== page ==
This determination is due to advanced statistical metrics like Player Efficiency Rating and True Shooting Percentage that prove that even though Gay might be a productive scorer, he is highly inefficient. Therefore, he is not nearly as valuable as the casual fan or traditional basketball theorist might perceive. In fact, Player Efficiency Rating, an all-encompassing metric developed by the former ESPN analyst John Hollinger, rates Rudy Gay as worse than the average NBA player (Gay’s PER is 14.92 compared to the league average of 15). Also, according to Hollinger’s Trade Machine on ESPN.com, the Grizzlies gained six win shares in the trade by picking up Tayshaun Prince, Austin Daye and Ed Davis and the Raptors lost three win shares by receiving Gay and Hamed Haddadi.What is even more interesting is that Hollinger, the long-time leader of this relatively underground analytics movement, was hired by the Grizzlies to be their Vice President of Basketball Operations earlier this year. By making his move to the Grizzlies, Hollinger made the rare jump from member of the media to front office executive. It is only fitting that he is now putting his advanced algorithms and analytics to work by pulling the trigger on the Gay trade.These revolutionary statistics do not come without their faults, though, and until they are fully put to the test, their true value will continue to be debatable. For example, Player Efficiency Rating — the most prominent basketball analytic — is often criticized for not giving extensive credit for outstanding defense. Also, there is no possible fool-proof way to use mathematics to predict how well two players will mesh together. Unlike baseball, where each individual’s performance is largely independent of the players around him, in basketball, teamwork is essential. So despite the fact that Hollinger and his statistics made a solid case for the trading of Gay, there were still great risks to making this deal that the Grizzlies had to accept. Two other reasons stand out as to why the Grizzlies might want to make this type of trade.First, two seasons ago, the Grizzlies made an improbable run past the top-seeded San Antonio Spurs to the Western Conference Semi-Finals while Gay was injured. This gave the front office some background of on-court success without Gay and helped validate the evidence of their numbers.Secondly, the Grizzlies’ owner, Robert Pera, is the founder of Ubiquiti Networks, Inc., and one of the 10 youngest billionaires in the world. It only makes sense that the owner backing up this type of deal happens to be a tech start-up whiz kid who has achieved enormous success through innovation.The Grizzlies may be making waves now for their use of basketball analytics — especially since they hired Hollinger — but it is far from the first or only team using them. For example, one of the highest profile basketball analytic proponents is Daryl Morey, the general manager of the Houston Rockets who was hired in 2005. Morey, a graduate of Northwestern University with an MBA from Massachusetts Institute of Technology, was about as surprising a hire as one could imagine in the NBA at the time. But even Morey in his high-ranking position has faced many traditional barriers to implementing his metric driven opinions. The head coach of the Houston Rockets at the time, Jeff Van Gundy, was quoted in a recent Sports Illustrated article saying, “There was a lot of trepidation in our coaching staff. What did this mean? Would it impact in a negative light how we coach?” And while Van Gundy and Morey were quick to resolve their differences in Houston, this backlash of coaches against the analytics movement is a common theme. Earlier this season, the Philadelphia 76ers coach, Doug Collins, responded to a question about his use of analytics with the response that, “If I did that, I would have to blow my brains out.” Unfortunately for Collins, however, the 76ers went out and hired an analytics specialist only a week later anyway.By now, most NBA teams are seeing the use of analytics as a way to gain a competitive advantage over their peers or at least negate another team’s advantage. But no matter how much evidence there is to show the value of these statistics, there are still dozens of traditional basketball minds that reject them. Obviously, by making the move for Gay, the Raptors are neglecting them in their own right. A year or two from now, when we look back at this trade and evaluate its results, it might help us reach a clearer conclusion on which evaluation process is more effective —that of the advanced basketball analytic or the traditional basketball theorist.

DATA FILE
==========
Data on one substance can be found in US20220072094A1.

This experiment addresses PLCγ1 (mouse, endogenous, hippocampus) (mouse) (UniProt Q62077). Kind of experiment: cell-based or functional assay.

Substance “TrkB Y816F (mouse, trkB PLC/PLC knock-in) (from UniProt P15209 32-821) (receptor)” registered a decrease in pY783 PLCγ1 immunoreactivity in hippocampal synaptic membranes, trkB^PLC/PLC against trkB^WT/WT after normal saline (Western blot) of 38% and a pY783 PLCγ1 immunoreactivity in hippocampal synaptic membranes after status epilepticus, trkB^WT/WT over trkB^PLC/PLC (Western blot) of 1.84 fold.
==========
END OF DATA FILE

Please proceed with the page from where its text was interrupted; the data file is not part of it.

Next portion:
Original Author: Alex Smith